Pawlenty names Appeals Court judges
ST. PAUL - Gov. Tim Pawlenty named three new Minnesota Appeals Court judges Tuesday, including a former co-worker and a Duluth attorney.
Louise Dovre Bjorkman, who was raised in Moorhead, worked with Pawlenty at Rider Bennett Egan and Arundel law firm in the 1990s. She is a former Ramsey County judge.
Larry Stauber Jr. is an attorney in his hometown of Duluth.
Michelle A Larkin, a St. Paul attorney, also is a former Ramsey County judge and, like Pawlenty, a University of Minnesota law school graduate.
The three will be among 19 Appeals Court judges. Eleven of them are named from anywhere in the state, with another eight appointed -- one each -- from the state's congressional districts.
In making his announcement Tuesday, Pawlenty said he and Bjorkman never worked together while at the same law firm, but they did know each other.
Bjorkman fills an at-large Appeals Court vacancy that will occur on Sept. 5 when Judge Bruce D. Willis retires.
She was born in Minneapolis, raised in Moorhead and lives in Roseville with her husband, John, and daughter, Erika.
Bjorkman, 48, is a partner of the Larson King law firm of St. Paul, where she has been since 2005. From 1998 to 2005 she was a Ramsey County judge.
She is daughter of retired Concordia College President Paul Dovre and his wife, Mardy.
Bjorkman said she didn't find out about the appointment until Monday night, and she is thrilled for the opportunity.
"I am honored and humbled by the confidence that Gov. Pawlenty has placed in me," Bjorkman said. "I will strive to serve the people of Minnesota as an appellate court judge to the very best of my ability."
Bjorkman is an attorney and partner in the St. Paul law firm of Larson King, a position she has held since 2005.
"The Court of Appeals is just a wonderful hard-working court that really sets a standard," she said. "I am really pleased to be joining and look forward to supporting that important work the court has done."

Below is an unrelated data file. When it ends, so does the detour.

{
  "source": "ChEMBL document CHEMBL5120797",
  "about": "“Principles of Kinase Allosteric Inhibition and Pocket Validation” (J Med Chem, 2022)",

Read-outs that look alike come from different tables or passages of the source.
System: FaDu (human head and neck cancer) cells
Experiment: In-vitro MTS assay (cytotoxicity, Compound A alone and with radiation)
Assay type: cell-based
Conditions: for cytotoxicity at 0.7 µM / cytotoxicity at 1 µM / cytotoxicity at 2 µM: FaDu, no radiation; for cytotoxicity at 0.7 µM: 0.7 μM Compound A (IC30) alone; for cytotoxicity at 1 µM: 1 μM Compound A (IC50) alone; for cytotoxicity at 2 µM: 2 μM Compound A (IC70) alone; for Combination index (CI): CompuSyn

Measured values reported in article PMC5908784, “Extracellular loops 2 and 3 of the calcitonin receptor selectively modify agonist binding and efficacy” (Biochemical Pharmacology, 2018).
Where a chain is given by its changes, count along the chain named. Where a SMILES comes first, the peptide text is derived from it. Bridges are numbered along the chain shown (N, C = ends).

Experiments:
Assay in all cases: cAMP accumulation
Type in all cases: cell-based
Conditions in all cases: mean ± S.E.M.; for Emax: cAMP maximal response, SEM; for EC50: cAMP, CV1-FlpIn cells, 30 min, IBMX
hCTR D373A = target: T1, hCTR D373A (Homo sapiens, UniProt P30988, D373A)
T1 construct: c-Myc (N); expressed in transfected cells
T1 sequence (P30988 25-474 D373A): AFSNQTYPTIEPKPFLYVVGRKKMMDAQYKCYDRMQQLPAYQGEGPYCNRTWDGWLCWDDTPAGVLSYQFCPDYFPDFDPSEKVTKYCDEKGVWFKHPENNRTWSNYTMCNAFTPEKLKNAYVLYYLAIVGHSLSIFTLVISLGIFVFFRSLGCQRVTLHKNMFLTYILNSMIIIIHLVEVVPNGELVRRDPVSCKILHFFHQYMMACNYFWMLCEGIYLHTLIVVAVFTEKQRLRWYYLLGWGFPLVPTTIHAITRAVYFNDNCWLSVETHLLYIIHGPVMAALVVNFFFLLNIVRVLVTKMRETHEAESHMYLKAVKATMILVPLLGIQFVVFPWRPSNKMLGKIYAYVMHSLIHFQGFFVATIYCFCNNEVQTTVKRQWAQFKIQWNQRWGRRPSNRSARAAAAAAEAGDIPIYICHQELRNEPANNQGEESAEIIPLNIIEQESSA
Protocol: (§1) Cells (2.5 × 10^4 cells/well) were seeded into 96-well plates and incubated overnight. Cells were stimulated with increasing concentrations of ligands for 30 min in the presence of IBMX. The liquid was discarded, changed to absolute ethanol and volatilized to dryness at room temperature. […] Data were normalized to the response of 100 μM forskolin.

"Louise has an extensive background practicing appellate law and is highly respected by appellate lawyers for her advocacy in this area," Pawlenty said. "In addition, she has seven years of experience on the district court bench in Ramsey County in a wide variety of areas, which will be of great benefit to her as a Court of Appeals judge."
Bjorkman said her daughter asked about wearing a hockey jersey to Tuesday's announcement, knowing Pawlenty's love of the sport. However, in the end she opted not to.
Stauber is senior attorney and managing partner of the Duluth Stauber and Lien law firm.
He has been at the firm since 1982, but also was a part-time public defender through 2006.
Stauber was an Army infantry officer after receiving his bachelor's degree from the University of Minnesota Duluth in 1970.
"Larry has a combination of civil law as a private practitioner as well criminal law as a part-time public defender for nearly 30 years," Pawlenty said. "His professional background along with his service to his community and country will make him a well-rounded addition to the Court of Appeals."
The Duluth native has not been a judge, but said that would not hinder him on the state's second-highest court.
Stauber, 61, has been active on the Grand Lake Township Board and other community organizations.
He will step in for Judge R.A. "Jim" Randall, who retired from the Appeals Court April 4.
Stauber was born in Duluth. He still lives there with his wife, Cindy. Their two adult children are Erin and Leah.
He showed his sense of humor at a Capitol event.
Stauber said his wife had a previous engagement and could not attend the ceremony. But he told those in a governor's meeting room that people from up north can substitute their fishing buddies, and he brought one with him to the ceremony.
Eleven people applied for the 8th Congressional District judgeship that Pawlenty gave to Stauber.
Also appointed to the court was Larkin, a Wright County district court judge. She has been a judge since 2005, following a stint in the Hennepin County public defender's office.
Larkin will take over for Christopher Dietzen, who on Feb. 19 became a state Supreme Court justice.
With Pawlenty's Tuesday announcements, he now has named nine Appeals Court judges, including Dietzen.
More than 80 applicants asked to be considered for one of the two at-large judgeships.
Appeals Court judges hear cases that are appealed from district courts.
The Forum's Kim Winnegge contributed to this story.